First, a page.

Use of Liquid Embolic Agents

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Submitted on Mon, 10/01/2018 - 10:35

In a presentation at The International Symposium on Endovascular Therapy (ISET) that took place February 4 – 7, 2018 in Hollywood, Florida, Marcelo Guimaraes, MD, FSIR, of the Medical University of South Carolina, provided a brief overview of liquid embolic agents, including N-BCA (N-Butyl Cyanoacrylate), Onyx, and sclerosants, and their applications in peripheral embolization procedures. During his talk, Dr. Guimaraes devoted his time to discuss embolic agent selection and preparation as well as best-practice techniques. Additionally, he presented several cases in which embolization therapy with liquid embolic agents were successfully utilized.

Tips for Choosing Embolic Agents

When embolic agents are chosen, a factor that is important to understand is the location of the occlusion that’s being treated, according to Dr. Guimaraes. Additional factors to consider when choosing embolic agents include the level of occlusion, blood vessel diameter, flow dynamics (eg, fast or slow), whether the patient is or is not hemodynamically stable, whether it is an emergency, and whether or not coagulopathy is present. Typically, liquid embolic agents are used in microaxial systems in a microcatheter. Glue, such as N-BCA, is a liquid embolic agent that polymerizes quickly via an anionic mechanism, or upon contact with fluid or tissues in the body. Mixing glue with ethiodol will reduce the polymerization time, he noted.

Management Techniques

 

To prevent polymerization of the glue inside the microcatheter, Dr. Guimaraes suggests priming the catheter with 5% dextrose as a means for preventing ion contact with fluid or tissue. Saline should never be used to prime the catheter, since this solution contains ions and will facilitate the polymerization process and result in solidification of the glue in the catheter.

While some interventionalists may have a “recipe” for glue, Dr. Guimaraes notes that his use of glue isn’t standard and primarily depends on the level of embolization. For instance, if embolization occurs proximally and you can only advance the microcatheter proximally, it may be better to use a diluted glue of low concentration.

 

Diluted, low-concentration glue will take longer to polymerize, and the glue will go deeper into the tissue. If the catheter can be advanced more proximal to the target, a 50% N-BCA glue with 50% ethiodol may be appropriate. If it is necessary to have the glue polymerize quickly, it’s best to use a higher concentration of glue and a lower concentration of ethiodol (eg, 70% and 30%, respectively).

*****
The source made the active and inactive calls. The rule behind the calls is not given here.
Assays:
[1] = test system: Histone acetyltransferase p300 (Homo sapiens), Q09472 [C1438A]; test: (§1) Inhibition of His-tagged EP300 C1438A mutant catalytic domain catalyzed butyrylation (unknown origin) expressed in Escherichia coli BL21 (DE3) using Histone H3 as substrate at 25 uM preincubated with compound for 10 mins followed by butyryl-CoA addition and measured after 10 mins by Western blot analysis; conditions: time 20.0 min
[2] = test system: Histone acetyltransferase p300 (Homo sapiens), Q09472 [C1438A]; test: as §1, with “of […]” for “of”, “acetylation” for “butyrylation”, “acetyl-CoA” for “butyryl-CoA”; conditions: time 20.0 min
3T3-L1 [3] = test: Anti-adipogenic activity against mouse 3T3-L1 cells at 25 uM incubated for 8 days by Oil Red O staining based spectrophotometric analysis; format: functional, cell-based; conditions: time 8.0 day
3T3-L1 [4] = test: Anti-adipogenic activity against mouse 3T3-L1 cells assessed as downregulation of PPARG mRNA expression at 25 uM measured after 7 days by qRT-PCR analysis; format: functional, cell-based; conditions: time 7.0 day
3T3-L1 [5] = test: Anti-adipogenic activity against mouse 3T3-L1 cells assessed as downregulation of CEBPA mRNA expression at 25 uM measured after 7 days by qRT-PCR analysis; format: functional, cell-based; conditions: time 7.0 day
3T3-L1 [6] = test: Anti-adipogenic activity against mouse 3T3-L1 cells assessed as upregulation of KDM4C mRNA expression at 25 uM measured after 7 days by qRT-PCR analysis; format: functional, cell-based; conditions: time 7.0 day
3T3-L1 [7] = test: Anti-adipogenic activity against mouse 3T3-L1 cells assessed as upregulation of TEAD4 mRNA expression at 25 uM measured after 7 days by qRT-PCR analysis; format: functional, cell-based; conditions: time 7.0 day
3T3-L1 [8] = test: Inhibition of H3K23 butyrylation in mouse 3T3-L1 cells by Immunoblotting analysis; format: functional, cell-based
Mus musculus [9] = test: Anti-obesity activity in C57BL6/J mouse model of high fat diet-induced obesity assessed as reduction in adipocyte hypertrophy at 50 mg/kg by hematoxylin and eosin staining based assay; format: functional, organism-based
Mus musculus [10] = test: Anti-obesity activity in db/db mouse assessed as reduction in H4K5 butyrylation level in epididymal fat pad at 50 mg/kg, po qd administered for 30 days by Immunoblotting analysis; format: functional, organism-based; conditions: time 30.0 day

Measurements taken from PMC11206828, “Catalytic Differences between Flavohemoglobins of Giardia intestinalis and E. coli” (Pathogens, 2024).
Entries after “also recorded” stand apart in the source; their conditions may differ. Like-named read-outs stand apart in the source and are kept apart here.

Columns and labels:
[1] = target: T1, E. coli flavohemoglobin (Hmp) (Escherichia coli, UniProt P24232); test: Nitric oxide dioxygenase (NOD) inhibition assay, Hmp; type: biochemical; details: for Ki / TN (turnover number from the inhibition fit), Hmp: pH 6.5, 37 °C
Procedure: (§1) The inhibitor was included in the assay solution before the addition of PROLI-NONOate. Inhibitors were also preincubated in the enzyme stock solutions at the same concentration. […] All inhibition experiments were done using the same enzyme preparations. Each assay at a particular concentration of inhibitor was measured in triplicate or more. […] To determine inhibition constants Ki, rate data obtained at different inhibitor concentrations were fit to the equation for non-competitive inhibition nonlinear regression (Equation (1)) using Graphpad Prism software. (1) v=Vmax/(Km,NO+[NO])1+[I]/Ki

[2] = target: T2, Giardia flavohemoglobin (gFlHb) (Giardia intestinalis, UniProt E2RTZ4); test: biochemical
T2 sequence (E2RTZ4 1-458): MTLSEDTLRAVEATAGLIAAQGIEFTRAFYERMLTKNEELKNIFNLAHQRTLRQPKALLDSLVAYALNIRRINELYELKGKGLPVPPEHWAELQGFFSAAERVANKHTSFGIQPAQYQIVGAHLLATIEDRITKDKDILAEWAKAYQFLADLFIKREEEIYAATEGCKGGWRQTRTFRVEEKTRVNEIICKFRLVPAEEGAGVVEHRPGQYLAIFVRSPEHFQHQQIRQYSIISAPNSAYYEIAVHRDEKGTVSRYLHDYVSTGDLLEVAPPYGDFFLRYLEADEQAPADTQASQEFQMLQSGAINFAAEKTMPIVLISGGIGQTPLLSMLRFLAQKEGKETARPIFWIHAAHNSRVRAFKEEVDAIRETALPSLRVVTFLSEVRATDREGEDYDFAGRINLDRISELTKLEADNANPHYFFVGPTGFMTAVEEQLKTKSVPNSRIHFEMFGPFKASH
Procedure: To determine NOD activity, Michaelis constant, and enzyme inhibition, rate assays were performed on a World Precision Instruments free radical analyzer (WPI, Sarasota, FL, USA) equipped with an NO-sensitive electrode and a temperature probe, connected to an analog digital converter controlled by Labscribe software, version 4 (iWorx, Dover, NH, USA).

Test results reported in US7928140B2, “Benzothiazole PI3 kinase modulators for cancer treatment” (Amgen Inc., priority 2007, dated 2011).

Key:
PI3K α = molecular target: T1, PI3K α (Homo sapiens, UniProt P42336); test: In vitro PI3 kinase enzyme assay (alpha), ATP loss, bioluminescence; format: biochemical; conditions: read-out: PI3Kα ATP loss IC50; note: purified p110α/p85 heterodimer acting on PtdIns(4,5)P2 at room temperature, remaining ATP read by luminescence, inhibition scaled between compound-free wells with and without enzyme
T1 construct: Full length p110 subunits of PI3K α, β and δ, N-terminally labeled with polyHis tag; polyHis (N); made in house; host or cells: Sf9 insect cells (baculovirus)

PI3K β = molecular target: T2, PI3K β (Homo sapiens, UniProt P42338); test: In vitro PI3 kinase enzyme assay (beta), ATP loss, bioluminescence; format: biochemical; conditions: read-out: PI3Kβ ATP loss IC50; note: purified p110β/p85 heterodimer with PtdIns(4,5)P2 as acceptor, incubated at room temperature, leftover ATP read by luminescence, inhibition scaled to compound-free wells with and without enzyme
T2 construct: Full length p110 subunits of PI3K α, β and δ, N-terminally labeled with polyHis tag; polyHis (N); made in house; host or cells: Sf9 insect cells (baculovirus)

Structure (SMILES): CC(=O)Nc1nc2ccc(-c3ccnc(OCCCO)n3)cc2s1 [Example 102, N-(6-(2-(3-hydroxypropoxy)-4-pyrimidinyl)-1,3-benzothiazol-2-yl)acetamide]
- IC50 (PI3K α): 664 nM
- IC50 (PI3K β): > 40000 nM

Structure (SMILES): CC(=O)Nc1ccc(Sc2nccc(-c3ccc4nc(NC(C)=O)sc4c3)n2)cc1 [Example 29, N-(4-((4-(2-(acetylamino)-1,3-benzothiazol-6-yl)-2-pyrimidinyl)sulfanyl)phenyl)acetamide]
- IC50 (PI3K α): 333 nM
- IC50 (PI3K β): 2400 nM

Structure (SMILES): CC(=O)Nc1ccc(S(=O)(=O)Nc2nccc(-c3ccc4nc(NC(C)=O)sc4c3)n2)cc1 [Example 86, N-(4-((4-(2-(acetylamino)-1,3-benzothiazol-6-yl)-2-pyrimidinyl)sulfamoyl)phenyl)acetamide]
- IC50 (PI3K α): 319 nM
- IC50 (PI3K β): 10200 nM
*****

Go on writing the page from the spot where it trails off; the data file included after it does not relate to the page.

The “pull back” technique allows interventionalists to delve deeper into the tissues via injecting into the tissues while slowing “pulling back.” This technique enables clinicians to have a better view of several vessels, which may be important in trauma cases where multiple branches have sites where bleeding originates.

Onyx Liquid Embolic Agent

Onyx, a spongy, foam-like agent comprised of ethylene-vinyl alcohol copolymer with DMSO (dimethyl sulfoxide) solvent and micronized tantalum powder, was developed and approved by the FDA in 2005 for treatment of cerebral AVMs. The agent is non-adhesive, liquid, and is a permanent embolic for large/small vessels. Solidification occurs in contact with ionic materials, but the agent does not precipitate or solidify to the same extent as glue. Dr. Guimaraes emphasized that Onyx is less adhesive than cyanoacrylate and can be injected over a long duration without the risk of catheter adherence.

 

Onyx is similar to a volcano lava, forming a cast on the exterior and a liquid-like consistency in the interior. Once injected, the agent begins to expand and occupy space. To create an Onyx preparation, vials should be shaken for a total of 20 minutes. The catheter should be flushed and primed with DMSO. Injection should be performed slowly, otherwise the patient will complain of pain. Additionally, fluoroscopy should be used during injection. Dr. Guimaraes suggests that clinicians can allow Onyx to bounce back 1 cm to the microcatheter, but beyond this point the microcatheter might get stuck. When embolization of a large area is required, road mapping may be helpful to “map” the location of Onyx.

Overall, Dr. Guimaraes adds that both glue and Onyx liquid embolic agents are effective and safe to use in most cases. These agents can be used off-label for several applications in peripheral embolization, are relatively simple to use, and are cost-effective.

- Brandon May